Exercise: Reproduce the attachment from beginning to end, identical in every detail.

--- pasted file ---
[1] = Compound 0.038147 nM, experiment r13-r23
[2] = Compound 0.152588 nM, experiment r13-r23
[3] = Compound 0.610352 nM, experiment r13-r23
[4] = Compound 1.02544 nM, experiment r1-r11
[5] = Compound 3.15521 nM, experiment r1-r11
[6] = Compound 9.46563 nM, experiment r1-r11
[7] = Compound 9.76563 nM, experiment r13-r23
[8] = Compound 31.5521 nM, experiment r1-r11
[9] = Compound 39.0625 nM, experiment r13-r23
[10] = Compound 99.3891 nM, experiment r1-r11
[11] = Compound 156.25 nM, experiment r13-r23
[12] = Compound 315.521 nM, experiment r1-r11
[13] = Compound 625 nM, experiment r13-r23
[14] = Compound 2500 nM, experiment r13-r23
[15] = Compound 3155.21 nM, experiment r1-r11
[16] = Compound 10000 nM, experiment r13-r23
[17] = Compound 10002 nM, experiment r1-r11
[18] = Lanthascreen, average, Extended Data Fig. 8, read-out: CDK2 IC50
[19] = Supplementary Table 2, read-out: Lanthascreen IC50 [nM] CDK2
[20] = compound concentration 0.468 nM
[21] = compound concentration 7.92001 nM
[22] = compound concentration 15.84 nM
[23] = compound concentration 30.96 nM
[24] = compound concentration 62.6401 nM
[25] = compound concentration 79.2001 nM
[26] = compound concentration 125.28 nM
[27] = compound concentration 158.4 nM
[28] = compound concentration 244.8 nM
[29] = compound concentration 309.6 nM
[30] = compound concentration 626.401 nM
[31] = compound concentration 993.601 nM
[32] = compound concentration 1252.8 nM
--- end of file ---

[1] = Compound 0.038147 nM, experiment r13-r23
[2] = Compound 0.152588 nM, experiment r13-r23
[3] = Compound 0.610352 nM, experiment r13-r23
[4] = Compound 1.02544 nM, experiment r1-r11
[5] = Compound 3.15521 nM, experiment r1-r11
[6] = Compound 9.46563 nM, experiment r1-r11
[7] = Compound 9.76563 nM, experiment r13-r23
[8] = Compound 31.5521 nM, experiment r1-r11
[9] = Compound 39.0625 nM, experiment r13-r23
[10] = Compound 99.3891 nM, experiment r1-r11
[11] = Compound 156.25 nM, experiment r13-r23
[12] = Compound 315.521 nM, experiment r1-r11
[13] = Compound 625 nM, experiment r13-r23
[14] = Compound 2500 nM, experiment r13-r23
[15] = Compound 3155.21 nM, experiment r1-r11
[16] = Compound 10000 nM, experiment r13-r23
[17] = Compound 10002 nM, experiment r1-r11
[18] = Lanthascreen, average, Extended Data Fig. 8, read-out: CDK2 IC50
[19] = Supplementary Table 2, read-out: Lanthascreen IC50 [nM] CDK2
[20] = compound concentration 0.468 nM
[21] = compound concentration 7.92001 nM
[22] = compound concentration 15.84 nM
[23] = compound concentration 30.96 nM
[24] = compound concentration 62.6401 nM
[25] = compound concentration 79.2001 nM
[26] = compound concentration 125.28 nM
[27] = compound concentration 158.4 nM
[28] = compound concentration 244.8 nM
[29] = compound concentration 309.6 nM
[30] = compound concentration 626.401 nM
[31] = compound concentration 993.601 nM
[32] = compound concentration 1252.8 nM